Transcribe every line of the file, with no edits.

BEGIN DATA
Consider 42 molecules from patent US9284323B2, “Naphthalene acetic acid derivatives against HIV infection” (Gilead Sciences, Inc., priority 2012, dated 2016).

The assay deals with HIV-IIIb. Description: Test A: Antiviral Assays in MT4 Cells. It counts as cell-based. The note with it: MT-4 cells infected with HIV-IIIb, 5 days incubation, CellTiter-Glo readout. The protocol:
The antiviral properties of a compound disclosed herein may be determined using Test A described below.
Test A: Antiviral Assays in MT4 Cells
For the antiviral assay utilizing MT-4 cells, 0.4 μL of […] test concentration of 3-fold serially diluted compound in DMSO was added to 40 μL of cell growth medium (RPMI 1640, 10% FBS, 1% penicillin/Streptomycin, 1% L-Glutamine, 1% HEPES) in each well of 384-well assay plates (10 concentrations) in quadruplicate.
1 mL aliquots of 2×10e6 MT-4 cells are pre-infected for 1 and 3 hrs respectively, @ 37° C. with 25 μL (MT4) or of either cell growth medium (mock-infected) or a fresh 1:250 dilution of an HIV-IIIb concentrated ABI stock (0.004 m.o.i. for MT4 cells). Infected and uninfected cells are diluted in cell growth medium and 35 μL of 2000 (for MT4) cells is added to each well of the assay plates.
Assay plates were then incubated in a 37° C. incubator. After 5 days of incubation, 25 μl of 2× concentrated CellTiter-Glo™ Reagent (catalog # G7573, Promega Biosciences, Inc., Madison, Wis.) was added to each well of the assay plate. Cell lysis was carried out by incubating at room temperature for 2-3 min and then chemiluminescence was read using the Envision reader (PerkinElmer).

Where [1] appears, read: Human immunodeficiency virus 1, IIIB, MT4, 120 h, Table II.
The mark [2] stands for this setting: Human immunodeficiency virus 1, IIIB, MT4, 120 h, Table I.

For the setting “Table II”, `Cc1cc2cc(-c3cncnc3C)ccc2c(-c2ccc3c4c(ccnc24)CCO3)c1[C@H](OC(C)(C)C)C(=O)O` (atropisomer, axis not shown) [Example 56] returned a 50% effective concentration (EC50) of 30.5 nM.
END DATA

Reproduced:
Consider 42 molecules from patent US9284323B2, “Naphthalene acetic acid derivatives against HIV infection” (Gilead Sciences, Inc., priority 2012, dated 2016).

The assay deals with HIV-IIIb. Description: Test A: Antiviral Assays in MT4 Cells. It counts as cell-based. The note with it: MT-4 cells infected with HIV-IIIb, 5 days incubation, CellTiter-Glo readout. The protocol:
The antiviral properties of a compound disclosed herein may be determined using Test A described below.
Test A: Antiviral Assays in MT4 Cells
For the antiviral assay utilizing MT-4 cells, 0.4 μL of […] test concentration of 3-fold serially diluted compound in DMSO was added to 40 μL of cell growth medium (RPMI 1640, 10% FBS, 1% penicillin/Streptomycin, 1% L-Glutamine, 1% HEPES) in each well of 384-well assay plates (10 concentrations) in quadruplicate.
1 mL aliquots of 2×10e6 MT-4 cells are pre-infected for 1 and 3 hrs respectively, @ 37° C. with 25 μL (MT4) or of either cell growth medium (mock-infected) or a fresh 1:250 dilution of an HIV-IIIb concentrated ABI stock (0.004 m.o.i. for MT4 cells). Infected and uninfected cells are diluted in cell growth medium and 35 μL of 2000 (for MT4) cells is added to each well of the assay plates.
Assay plates were then incubated in a 37° C. incubator. After 5 days of incubation, 25 μl of 2× concentrated CellTiter-Glo™ Reagent (catalog # G7573, Promega Biosciences, Inc., Madison, Wis.) was added to each well of the assay plate. Cell lysis was carried out by incubating at room temperature for 2-3 min and then chemiluminescence was read using the Envision reader (PerkinElmer).

Where [1] appears, read: Human immunodeficiency virus 1, IIIB, MT4, 120 h, Table II.
The mark [2] stands for this setting: Human immunodeficiency virus 1, IIIB, MT4, 120 h, Table I.

For the setting “Table II”, `Cc1cc2cc(-c3cncnc3C)ccc2c(-c2ccc3c4c(ccnc24)CCO3)c1[C@H](OC(C)(C)C)C(=O)O` (atropisomer, axis not shown) [Example 56] returned a 50% effective concentration (EC50) of 30.5 nM.